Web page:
November 12, 2019

United States House of Representatives
Committee on Science, Space and Technology
The Honorable Eddie Bernice Johnson, Chairwoman
The Honorable Frank Lucas, Ranking Member
Washington, DC 20515

Dear Chairwoman Johnson and Ranking Member Lucas:

Thank you for taking the time to hold today's hearing on the U.S. Environmental Protection Agency's (EPA) "Strengthening Transparency in Regulatory Science" proposed rule. As 62 public health, medical, academic, and scientific groups representing millions of Americans, we write to reiterate our ongoing concern over the rule. We hope this oversight hearing will shed further light on the rule's detrimental impacts on EPA's policymaking abilities.

We strongly oppose EPA's efforts to restrict the use of the best available science in its policymaking. Please request that EPA ensure research is protected, and ensure this rule does not move forward.

We support the goal of improving the transparency of science and access to data. When feasible, scientists should strive for appropriate public access to data to maximize utility and trust in the scientific process. However, there are many credible scientific studies where the exposure of raw data to the public is infeasible or would reveal confidential patient or research participant information. The National Academy of Sciences has long opposed such action, stating "[s]ince unrestricted access can cause harm to individuals and also conflicts directly with respect for individual autonomy, it is not an appropriate policy."[i]

The research EPA relies on to make determinations is already transparent in most cases. Many scientific journals and research agencies now have policies governing the sharing of data among researchers and with appropriate access by the public at large. This would also put EPA at odds with the approaches in place at the Centers for Disease Control and Prevention, the National Institutes of Health, and the Food and Drug Administration.

If EPA excludes studies because the data cannot be made public, people may be exposed to real harm. The result would be decisions affecting millions based on inadequate information that fails to include well-supported studies by expert scientists. These efforts will not improve the quality of science used by EPA nor allow the agency to fulfill its mandate of protecting human health and the environment.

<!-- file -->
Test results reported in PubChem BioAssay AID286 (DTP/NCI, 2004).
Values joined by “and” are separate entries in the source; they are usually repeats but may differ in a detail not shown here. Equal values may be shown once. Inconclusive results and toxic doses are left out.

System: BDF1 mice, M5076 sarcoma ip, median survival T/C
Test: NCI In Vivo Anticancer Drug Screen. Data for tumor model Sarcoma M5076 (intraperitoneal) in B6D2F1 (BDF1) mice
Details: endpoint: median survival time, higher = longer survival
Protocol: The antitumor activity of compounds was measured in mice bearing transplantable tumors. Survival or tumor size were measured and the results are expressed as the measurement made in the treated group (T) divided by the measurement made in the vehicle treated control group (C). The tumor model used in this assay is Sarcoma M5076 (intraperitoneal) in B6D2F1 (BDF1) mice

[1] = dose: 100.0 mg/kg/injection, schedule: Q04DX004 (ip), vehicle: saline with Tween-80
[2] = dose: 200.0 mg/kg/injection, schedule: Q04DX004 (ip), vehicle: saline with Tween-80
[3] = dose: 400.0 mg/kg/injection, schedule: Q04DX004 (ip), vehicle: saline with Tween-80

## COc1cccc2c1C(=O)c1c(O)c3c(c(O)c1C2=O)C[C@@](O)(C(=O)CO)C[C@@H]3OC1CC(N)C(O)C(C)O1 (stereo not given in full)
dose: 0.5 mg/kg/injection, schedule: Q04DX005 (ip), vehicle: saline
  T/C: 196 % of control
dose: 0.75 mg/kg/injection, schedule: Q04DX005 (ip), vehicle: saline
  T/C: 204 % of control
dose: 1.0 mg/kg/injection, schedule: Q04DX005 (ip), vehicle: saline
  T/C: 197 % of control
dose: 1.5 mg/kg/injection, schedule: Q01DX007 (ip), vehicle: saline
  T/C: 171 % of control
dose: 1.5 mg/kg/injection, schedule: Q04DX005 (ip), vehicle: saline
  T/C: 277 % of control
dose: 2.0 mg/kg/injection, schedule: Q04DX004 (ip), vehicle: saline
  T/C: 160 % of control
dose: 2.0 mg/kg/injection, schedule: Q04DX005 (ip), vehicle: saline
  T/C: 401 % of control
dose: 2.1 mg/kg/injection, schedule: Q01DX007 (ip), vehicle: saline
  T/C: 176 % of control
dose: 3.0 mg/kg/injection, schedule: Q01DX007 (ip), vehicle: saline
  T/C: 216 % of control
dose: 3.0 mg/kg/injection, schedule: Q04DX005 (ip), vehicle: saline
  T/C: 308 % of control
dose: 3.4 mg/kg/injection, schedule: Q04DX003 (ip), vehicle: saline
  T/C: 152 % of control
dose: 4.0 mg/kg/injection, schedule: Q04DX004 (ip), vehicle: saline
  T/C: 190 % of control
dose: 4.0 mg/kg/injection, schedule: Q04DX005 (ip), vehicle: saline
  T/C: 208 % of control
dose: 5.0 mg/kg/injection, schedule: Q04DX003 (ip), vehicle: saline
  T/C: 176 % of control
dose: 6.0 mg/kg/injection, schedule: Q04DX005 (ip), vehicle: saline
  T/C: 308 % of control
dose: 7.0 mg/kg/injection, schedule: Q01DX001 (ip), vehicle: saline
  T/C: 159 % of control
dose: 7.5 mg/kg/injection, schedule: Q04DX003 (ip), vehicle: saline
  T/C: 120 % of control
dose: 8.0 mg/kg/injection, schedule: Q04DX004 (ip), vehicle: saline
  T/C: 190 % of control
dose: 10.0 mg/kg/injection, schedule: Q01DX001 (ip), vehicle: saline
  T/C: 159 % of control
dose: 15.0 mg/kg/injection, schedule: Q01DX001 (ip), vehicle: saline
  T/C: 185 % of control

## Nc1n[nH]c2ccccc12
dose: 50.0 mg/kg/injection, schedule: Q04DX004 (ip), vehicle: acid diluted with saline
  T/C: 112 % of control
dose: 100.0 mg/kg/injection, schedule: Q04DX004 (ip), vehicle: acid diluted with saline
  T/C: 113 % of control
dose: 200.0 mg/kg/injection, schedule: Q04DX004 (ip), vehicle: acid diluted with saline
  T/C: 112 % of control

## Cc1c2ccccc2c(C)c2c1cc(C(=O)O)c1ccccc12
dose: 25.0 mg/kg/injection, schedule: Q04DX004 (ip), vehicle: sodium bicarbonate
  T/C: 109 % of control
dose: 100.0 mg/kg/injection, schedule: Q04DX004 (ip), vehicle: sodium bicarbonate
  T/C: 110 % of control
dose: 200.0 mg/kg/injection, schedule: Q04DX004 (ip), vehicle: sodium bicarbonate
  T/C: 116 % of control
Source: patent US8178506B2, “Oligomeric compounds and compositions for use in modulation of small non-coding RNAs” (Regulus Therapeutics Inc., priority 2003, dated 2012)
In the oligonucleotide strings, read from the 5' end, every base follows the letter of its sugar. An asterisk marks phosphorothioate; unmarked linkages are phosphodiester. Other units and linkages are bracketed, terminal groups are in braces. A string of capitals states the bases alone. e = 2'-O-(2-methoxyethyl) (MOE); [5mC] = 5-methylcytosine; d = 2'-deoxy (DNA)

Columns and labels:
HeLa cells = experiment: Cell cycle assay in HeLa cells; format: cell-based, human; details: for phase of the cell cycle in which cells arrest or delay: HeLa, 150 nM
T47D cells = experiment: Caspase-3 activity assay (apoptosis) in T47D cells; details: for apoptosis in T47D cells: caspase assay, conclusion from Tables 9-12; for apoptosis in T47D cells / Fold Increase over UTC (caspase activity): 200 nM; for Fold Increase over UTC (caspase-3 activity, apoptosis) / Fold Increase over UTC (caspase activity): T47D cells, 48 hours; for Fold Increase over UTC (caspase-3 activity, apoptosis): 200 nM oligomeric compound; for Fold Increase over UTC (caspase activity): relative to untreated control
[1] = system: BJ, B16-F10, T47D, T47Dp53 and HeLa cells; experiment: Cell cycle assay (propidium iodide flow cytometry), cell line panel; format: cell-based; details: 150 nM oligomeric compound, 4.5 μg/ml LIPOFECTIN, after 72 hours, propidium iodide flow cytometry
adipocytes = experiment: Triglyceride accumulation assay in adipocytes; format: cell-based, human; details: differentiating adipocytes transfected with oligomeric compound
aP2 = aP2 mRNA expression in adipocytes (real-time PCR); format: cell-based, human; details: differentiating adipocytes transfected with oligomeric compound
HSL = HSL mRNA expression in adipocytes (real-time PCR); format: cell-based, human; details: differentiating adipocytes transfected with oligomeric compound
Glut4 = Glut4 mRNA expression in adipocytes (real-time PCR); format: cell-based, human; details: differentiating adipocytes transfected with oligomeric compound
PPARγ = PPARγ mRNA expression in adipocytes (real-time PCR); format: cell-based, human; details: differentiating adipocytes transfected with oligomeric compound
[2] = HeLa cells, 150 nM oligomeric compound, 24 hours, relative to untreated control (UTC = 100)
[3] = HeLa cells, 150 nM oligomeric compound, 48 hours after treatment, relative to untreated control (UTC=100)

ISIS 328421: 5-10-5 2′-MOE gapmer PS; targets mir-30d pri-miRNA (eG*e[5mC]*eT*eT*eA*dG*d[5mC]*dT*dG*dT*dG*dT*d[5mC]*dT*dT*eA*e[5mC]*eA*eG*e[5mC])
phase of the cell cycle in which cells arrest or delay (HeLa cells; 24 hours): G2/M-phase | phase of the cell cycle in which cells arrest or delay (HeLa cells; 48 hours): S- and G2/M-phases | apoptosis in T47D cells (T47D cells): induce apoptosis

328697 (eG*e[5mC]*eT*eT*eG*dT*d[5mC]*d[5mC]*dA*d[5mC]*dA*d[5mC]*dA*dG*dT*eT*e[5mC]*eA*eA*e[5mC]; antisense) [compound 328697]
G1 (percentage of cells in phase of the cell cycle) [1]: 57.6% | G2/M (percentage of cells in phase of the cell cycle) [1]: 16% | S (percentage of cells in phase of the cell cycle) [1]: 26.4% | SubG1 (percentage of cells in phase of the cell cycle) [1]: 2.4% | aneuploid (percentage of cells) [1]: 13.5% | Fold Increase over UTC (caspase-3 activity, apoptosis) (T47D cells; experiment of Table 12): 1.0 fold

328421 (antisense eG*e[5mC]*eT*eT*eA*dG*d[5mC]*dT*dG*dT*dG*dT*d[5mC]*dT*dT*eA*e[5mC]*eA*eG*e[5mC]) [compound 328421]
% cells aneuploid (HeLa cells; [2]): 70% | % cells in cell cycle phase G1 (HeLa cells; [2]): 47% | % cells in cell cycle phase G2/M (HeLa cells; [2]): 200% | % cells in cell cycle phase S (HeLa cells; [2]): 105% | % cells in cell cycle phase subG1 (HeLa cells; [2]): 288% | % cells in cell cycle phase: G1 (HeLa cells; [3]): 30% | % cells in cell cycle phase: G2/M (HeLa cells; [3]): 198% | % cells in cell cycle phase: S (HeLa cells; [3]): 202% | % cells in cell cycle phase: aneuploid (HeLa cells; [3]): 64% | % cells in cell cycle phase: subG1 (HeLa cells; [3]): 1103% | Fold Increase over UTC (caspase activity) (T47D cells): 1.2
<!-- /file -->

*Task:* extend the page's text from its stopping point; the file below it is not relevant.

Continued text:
For the sake of the country's health, EPA must not restrict this research.

Sincerely,

Allergy & Asthma Network
Alliance for Aging Research
American Academy of Pediatrics
American Autoimmune Related Diseases Association
American Brain Coalition
American College of Physicians
American Geophysical Union
American Geriatrics Society
American Heart Association
American Institute of Biological Sciences
American Lung Association
American Parkinson Disease Association
American Physiological Society
American Public Health Association
American Society for Investigative Pathology
American Sociological Association
American Thoracic Society
Association of American Universities
Association of Public Health Laboratories
Association of Schools and Programs of Public Health
Asthma and Allergy Foundation of America
Autism Speaks
Big Cities Health Coalition
Bridge the Gap - SYNGAP Education and Research Foundation
Center for Open Science
Center for Reproductive Rights
Children's Environmental Health Network
Cornell University
Council on Governmental Relations
Endocrine Society
Geological Society of America
Harvard University
Health Care Without Harm
Healthy Schools Network
Huntington Breast Cancer Action Coalition, Inc.
International Essential Tremor Foundation
International Society for Environmental Epidemiology
Medical Advocates for Healthy Air
Medical Society Consortium on Climate and Health
National Association of County and City Health Officials
National Center for Environmental Health Strategies
National Eczema Association
National Multiple Sclerosis Society
Parkinson's Foundation
Physicians for Social Responsibility
Princeton University
Society for the Study of Evolution
Society for the Study of Reproduction
Society of Toxicology
Stony Brook University
The Association of Public and Land-Grant Universities
The Michael J. Fox Foundation for Parkinson's Research
Union of Concerned Scientists
The University of California System
University of California, Berkeley
University of California, Los Angeles
University of California, Merced
University of California, Riverside
University of California, San Francisco
University of California, Santa Cruz
University of Florida
University of Washington

[i] National Research Council. 2000. Improving Access to and Confidentiality of Research Data: Report of a Workshop. Washington, DC: The National Academies Press. https://doi.org/10.17226/9958

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